Let’s Talk About Your Brake Fluid, Because No One Else Is

Sitting in the dark corner of neglected, recommended service intervals and tucked away between your cabin air filter and your differential fluid sits the lowly and ever humble workhorse; your brake fluid. We wouldn’t be surprised if 75-percent of the vehicles on the road are still using the factory-installed fluid — and the ones who aren’t, probably only changed it because their mechanic sternly suggested it (billable hours, baby!).

Brake Fade

Many people are surprised to hear this, but you can easily boil your brake fluid. Why is that bad? Boiled fluid results in creating air bubbles in the brake lines. While brake fluid itself is not compressible, as we all know from forced induction, air is very compressible. 

Those bubbles result in a squishy brake pedal and a reduced squeezing force on the rotors. It can get so bad, you can push the pedal to the floor and still not be able to stop your car. That’s not what you want mid-corner at Laguna Seca race track, and that certainly isn’t what you want coming down a mountain pass with your family in the car.

To get into how this happens, we need to go over the substances that comprise brake fluid, and the role it plays in actually stopping you.

Pascal’s law Of Fluid Dynamics (bear with me, we’re going to get nerdy):

Your car’s brakes — just like any other hydraulic system — take advantage of Pascal’s law as its means of force amplification. Pascal’s law basically states: any pressure change enacted on an incompressible fluid will be transmitted equally throughout the fluid in every direction. That makes sense, right? But how do we use this principle to our advantage?

brake fluid

Image credit: Wikipedia

In the diagram above, we have a U-shaped tube with a piston on each side. The tube is airtight and filled with water (an incompressible fluid). Any pressure applied to the one side will be transmitted through the fluid to push the piston on the other side. If we make the surface area of the right piston 10 times the surface area of the left piston, then 10 times the pressure will be transmitted to the right piston. Ten pounds of pressure on the left piston results in 100 pounds of pressure on the left.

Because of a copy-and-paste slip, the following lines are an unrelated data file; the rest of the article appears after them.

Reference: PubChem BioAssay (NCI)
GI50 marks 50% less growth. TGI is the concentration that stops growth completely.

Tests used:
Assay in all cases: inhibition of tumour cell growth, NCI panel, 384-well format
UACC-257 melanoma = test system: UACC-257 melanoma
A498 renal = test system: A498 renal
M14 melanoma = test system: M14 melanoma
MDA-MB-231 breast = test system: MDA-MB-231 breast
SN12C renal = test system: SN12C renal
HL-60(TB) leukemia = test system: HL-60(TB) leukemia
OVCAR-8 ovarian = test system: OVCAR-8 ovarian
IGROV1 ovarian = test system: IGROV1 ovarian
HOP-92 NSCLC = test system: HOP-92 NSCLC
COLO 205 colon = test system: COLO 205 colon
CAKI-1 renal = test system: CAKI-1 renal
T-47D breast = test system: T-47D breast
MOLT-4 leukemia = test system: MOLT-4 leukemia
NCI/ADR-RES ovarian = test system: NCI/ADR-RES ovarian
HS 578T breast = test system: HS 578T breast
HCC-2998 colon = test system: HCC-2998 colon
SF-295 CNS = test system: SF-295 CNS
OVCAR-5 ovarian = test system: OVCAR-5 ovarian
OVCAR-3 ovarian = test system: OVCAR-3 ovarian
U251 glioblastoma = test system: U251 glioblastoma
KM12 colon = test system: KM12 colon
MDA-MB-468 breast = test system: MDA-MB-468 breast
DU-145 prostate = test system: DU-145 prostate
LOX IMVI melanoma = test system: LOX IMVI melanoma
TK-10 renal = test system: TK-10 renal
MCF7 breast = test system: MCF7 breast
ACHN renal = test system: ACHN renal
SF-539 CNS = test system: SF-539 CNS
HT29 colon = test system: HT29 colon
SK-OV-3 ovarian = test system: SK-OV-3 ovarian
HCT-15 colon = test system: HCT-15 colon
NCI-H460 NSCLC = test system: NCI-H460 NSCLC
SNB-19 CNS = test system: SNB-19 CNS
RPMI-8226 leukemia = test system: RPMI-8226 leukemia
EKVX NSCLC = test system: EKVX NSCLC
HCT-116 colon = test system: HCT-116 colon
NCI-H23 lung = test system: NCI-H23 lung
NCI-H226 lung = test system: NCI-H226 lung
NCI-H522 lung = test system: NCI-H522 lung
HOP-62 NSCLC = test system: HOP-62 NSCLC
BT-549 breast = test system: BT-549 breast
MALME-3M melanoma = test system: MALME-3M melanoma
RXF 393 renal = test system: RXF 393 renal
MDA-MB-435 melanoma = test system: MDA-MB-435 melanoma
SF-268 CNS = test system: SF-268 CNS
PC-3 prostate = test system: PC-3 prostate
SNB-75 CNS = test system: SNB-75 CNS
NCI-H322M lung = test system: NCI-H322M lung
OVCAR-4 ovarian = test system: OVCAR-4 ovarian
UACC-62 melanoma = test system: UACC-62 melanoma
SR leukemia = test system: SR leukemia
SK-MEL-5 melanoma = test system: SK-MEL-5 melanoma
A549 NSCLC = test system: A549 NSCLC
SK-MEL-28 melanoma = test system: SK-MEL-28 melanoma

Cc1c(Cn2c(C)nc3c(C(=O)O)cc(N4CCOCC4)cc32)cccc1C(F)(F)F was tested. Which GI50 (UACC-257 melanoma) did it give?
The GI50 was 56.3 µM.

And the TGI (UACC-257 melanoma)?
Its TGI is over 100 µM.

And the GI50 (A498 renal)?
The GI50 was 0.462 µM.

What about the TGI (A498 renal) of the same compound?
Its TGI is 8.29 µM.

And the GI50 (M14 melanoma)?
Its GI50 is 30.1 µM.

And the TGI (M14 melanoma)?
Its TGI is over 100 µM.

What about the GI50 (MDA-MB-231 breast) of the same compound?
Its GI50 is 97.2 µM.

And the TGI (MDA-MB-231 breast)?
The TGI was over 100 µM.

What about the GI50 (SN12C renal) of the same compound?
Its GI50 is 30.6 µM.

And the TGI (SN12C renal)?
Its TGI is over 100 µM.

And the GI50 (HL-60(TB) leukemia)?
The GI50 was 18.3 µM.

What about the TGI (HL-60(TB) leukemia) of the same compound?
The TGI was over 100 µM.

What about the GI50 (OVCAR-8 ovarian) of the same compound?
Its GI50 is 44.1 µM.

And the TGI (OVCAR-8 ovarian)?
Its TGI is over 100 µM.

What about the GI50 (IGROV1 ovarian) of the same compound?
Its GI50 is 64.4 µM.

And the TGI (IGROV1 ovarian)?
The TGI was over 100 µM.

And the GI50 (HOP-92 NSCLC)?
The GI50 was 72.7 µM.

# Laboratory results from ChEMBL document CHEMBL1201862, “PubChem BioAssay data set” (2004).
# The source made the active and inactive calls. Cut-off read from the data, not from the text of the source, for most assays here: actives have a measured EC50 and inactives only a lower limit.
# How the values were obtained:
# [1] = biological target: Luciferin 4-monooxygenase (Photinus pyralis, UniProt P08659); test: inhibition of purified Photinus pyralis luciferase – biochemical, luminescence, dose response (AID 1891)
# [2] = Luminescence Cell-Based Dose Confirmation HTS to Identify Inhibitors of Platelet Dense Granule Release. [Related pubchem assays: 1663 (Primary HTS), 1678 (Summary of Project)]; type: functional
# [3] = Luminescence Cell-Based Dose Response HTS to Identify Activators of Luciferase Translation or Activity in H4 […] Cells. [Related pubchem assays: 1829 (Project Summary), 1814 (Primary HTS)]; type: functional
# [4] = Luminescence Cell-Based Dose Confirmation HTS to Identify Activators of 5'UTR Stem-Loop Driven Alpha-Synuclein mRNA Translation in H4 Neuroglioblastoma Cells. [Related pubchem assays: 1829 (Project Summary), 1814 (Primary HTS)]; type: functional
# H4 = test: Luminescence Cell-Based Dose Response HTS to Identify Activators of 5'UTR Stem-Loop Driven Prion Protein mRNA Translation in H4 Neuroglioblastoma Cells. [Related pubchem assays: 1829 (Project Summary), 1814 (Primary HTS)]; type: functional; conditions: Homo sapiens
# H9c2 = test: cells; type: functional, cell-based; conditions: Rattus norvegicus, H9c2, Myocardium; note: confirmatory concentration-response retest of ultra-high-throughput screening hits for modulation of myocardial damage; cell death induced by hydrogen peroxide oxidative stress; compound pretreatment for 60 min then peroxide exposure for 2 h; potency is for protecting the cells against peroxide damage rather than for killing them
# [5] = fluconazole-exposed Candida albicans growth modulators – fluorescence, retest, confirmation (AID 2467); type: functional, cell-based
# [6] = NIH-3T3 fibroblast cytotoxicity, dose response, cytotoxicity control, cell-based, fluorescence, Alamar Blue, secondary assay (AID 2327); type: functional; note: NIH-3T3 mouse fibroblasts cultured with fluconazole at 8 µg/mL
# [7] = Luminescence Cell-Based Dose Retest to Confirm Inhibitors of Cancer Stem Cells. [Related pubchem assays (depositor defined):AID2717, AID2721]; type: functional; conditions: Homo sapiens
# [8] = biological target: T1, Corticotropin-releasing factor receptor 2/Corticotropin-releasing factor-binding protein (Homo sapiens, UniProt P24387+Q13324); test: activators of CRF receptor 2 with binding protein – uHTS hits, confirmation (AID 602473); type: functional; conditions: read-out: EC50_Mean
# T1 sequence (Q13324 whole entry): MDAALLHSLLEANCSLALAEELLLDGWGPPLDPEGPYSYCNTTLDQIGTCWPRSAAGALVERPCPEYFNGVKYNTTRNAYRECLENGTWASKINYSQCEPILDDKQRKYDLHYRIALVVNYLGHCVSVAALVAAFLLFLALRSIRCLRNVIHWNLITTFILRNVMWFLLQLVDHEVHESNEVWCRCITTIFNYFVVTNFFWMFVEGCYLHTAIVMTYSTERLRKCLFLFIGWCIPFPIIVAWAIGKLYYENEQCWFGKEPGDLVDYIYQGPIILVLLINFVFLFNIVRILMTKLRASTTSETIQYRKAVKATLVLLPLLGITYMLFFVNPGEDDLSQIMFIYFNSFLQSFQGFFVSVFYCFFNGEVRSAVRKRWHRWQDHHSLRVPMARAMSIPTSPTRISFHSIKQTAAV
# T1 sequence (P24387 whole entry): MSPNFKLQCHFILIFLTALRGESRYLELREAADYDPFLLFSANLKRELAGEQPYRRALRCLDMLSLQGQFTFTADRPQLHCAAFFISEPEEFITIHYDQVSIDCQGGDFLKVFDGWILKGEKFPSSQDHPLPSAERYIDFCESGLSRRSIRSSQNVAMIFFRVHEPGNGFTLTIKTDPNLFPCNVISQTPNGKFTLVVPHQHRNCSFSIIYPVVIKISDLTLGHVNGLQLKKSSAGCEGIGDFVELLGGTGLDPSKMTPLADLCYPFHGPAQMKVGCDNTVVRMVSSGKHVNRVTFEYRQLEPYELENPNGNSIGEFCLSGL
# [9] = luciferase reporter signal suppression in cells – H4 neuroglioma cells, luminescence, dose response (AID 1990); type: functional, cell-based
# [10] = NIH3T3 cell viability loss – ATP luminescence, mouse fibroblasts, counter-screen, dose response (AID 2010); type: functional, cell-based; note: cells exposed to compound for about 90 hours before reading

In our cars, we apply that pressure via the brake pedal as it pushes against the brake booster — which contains a large surface-area piston — through the master cylinder and brake lines to the smaller surface area pistons in the calipers. 

First Rule Of Brake Fluid: Water Is Bad

brake fluid

I couldn’t resist…

If water is incompressible, can it be used as brake fluid? Yes, it absolutely can! But, not for very long. Incompressibility is just one of brake fluid’s four jobs: 

1: Be incompressible

2: Resist high temperatures without boiling

3: Act as a lubricant

4: Be anti-corrosive

Water only achieves the first requirement and is not very good at the other three. For that reason,  brake fluid consists of a special formulation of glycol-ether to accomplish all four of those things. Water will, however, make its way into your brake system, and this is “no bueno.” 

Brake fluid is highly hygroscopic, which means it absorbs water. This absorption can occur through the rubber brake lines, various seals around the system, or if you open the reservoir to add fluid. This happens less than it used to with modern brake lines, but it still happens. That’s why fluid manufacturers list two boiling temperatures for their fluids. A dry boiling point and a wet boiling point:

Dot 3: 

Dry boiling point: 401 degrees 

Wet boiling point: 284 degrees

Dot 4:

Dry boiling point: 446 degrees 

Wet boiling point: 311 degrees

Dot 5 and 5.1 (more on these later):

Dry boiling point: 500 degrees

Wet boiling point: 356 degrees